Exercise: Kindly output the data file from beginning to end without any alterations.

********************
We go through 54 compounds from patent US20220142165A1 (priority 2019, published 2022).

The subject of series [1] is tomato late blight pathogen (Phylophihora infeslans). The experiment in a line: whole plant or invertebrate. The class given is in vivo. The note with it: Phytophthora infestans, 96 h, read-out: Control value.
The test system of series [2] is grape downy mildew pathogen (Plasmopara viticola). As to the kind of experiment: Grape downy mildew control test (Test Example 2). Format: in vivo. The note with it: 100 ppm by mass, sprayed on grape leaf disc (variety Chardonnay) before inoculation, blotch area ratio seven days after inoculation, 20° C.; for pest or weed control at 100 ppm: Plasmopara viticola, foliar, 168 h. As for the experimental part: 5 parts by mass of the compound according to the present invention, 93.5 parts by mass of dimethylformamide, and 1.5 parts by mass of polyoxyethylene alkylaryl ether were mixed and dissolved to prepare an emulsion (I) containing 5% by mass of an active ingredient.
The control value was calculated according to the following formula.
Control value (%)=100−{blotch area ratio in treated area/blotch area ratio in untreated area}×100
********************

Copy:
We go through 54 compounds from patent US20220142165A1 (priority 2019, published 2022).

The subject of series [1] is tomato late blight pathogen (Phylophihora infeslans). The experiment in a line: whole plant or invertebrate. The class given is in vivo. The note with it: Phytophthora infestans, 96 h, read-out: Control value.
The test system of series [2] is grape downy mildew pathogen (Plasmopara viticola). As to the kind of experiment: Grape downy mildew control test (Test Example 2). Format: in vivo. The note with it: 100 ppm by mass, sprayed on grape leaf disc (variety Chardonnay) before inoculation, blotch area ratio seven days after inoculation, 20° C.; for pest or weed control at 100 ppm: Plasmopara viticola, foliar, 168 h. As for the experimental part: 5 parts by mass of the compound according to the present invention, 93.5 parts by mass of dimethylformamide, and 1.5 parts by mass of polyoxyethylene alkylaryl ether were mixed and dissolved to prepare an emulsion (I) containing 5% by mass of an active ingredient.
The control value was calculated according to the following formula.
Control value (%)=100−{blotch area ratio in treated area/blotch area ratio in untreated area}×100